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Cheers to the Holidays…

Even with Cancer

by Kaylene Chadwell

Wellness image

For most, the holiday season is a wonderful time of year, filled with cherished traditions and time spent with loved ones. However, when you’re dealing with cancer, the holiday hub­bub of decorating, shopping, cooking, planning, and cleaning can become exhausting and stressful. While there’s no right or wrong way to celebrate, here are some tips to help you have a cheerful, stress-free holiday season.

Remember the reason for the season.
Think about what the holiday season means to you. Focus on what’s most important to you and your family. Don’t get too wrapped up in getting the best gift for loved ones or making the per­fect family dinner. Appreciate being around the people you love and enjoy the memories you make.

Set realistic expectations.
Don’t feel like all your holiday celebra­tions need to be “perfect.” Overextending yourself and your body in the flurry of festive activities can cause stress, which can make you miss valued quality time with friends and family.

Be with people who lift your spirits.
Spend time with people who make you happier, and not those who drag you down. Don’t feel like you have to spend time around negative relatives just be­cause it’s the holiday season. When you have limited time and energy, it’s best to spend it with the people who matter most to you.

Be open to change.
There may be some holiday traditions you just don’t have the time or energy to participate in. Don’t dwell on how cancer has changed your holidays. Modify your usual holiday traditions to meet your needs this year, or create new ones that make the most of your energy. Enjoy those special moments you have with your loved ones.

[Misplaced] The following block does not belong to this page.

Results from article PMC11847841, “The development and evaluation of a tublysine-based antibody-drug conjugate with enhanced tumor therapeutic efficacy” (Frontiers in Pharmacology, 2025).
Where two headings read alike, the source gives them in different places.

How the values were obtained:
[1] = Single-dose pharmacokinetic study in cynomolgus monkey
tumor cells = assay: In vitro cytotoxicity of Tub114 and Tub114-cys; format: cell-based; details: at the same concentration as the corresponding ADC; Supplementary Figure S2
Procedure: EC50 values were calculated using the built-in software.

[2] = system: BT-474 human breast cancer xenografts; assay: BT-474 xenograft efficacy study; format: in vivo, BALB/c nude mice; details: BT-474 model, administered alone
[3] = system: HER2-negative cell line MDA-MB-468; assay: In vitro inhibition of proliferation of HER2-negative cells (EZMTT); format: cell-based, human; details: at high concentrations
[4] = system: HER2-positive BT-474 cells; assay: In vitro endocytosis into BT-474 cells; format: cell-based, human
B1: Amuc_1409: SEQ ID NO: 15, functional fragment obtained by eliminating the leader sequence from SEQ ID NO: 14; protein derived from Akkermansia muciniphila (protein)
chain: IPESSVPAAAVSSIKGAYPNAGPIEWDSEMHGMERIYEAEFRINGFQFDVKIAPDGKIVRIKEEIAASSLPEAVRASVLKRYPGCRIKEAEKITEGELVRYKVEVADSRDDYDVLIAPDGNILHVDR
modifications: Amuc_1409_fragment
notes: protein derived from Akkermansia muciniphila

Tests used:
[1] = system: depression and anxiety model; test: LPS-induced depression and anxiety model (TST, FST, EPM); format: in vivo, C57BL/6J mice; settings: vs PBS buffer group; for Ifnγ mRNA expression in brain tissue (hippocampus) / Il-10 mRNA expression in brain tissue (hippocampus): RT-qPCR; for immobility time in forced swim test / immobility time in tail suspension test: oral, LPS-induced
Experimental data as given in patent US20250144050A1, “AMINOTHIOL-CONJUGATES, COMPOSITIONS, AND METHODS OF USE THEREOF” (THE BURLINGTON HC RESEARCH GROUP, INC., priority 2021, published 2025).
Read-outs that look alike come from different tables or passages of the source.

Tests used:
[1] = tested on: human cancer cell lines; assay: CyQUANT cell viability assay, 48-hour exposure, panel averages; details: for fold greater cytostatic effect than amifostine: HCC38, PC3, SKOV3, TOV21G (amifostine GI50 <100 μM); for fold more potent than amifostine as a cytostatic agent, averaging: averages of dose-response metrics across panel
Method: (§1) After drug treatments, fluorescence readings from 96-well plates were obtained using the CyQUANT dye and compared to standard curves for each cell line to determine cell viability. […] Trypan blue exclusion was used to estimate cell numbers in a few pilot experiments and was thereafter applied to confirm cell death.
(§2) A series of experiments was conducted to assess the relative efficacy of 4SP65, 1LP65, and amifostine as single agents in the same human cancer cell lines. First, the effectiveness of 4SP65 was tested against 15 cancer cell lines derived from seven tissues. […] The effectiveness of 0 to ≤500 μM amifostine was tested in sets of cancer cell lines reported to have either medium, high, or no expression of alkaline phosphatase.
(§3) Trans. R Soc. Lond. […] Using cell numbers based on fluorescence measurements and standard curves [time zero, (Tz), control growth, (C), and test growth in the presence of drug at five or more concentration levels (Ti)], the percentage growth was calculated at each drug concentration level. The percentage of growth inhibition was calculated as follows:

Remember the reason for the season.
Focus on what’s most important to you and your family.

It’s OK to say no.
Don’t feel obligated to be involved in all the festivities that come your way. Saying yes to everything can lead to stress and exhaustion during this busy time of year. Your loved ones will understand if you can’t participate in every holiday activity. Limit yourself to what you can manage and enjoy.

Ask for and accept help.
You don’t have to do it all, especially by yourself. If someone offers help, accept it. This will help you preserve your energy during the long holiday season. Be realistic about what you can do. If there are certain traditions you want to continue this year, it’s OK to ask for help to make them happen.

Relax.
Sometimes the holidays get so busy we forget to relax. Set aside days where you don’t have much planned. Take a bath. Read a book by the fireplace. Spend time alone to get away from all the holiday craziness.

Maintain a regular routine.
Try to keep your normal mealtimes and sleep schedule. Don’t miss meals. Keep late nights and long days to a minimum, especially when you’re feeling tired. Don’t compromise your health for holiday festivities.

Be mindful of your eating habits.
It’s easy to overindulge when there are holiday parties and seasonal good­ies everywhere you look. Control your portions. Eat balanced meals, and avoid drinking excessive amounts of alcohol. Give your body plenty of the healthy food it needs.

Keep moving.
It’s easy to bypass exercise during the holidays, but it’s important to make time for it. Get your loved ones involved. Go on walks with family members, or build a snowman with the kids. Physical activity can help you feel better mentally and physically and give you more energy. Just make sure to talk with your doctor before starting any exercise program.

Make priorities.
You may not have the time or energy to do some activities during this bustling time of year. Figure out what is most important to you and your loved ones. Making a list of the holiday activities you want and need to do can help you see which ones you can skip this year.

Listen to your body.
You won’t always feel up for participat­ing in holiday events. Avoid overworking your body and mind. Take a break from all the festivities when you need to. It’s important to balance activity and rest throughout the holiday season.

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This article was published in Coping® with Cancer magazine, November/December 2016.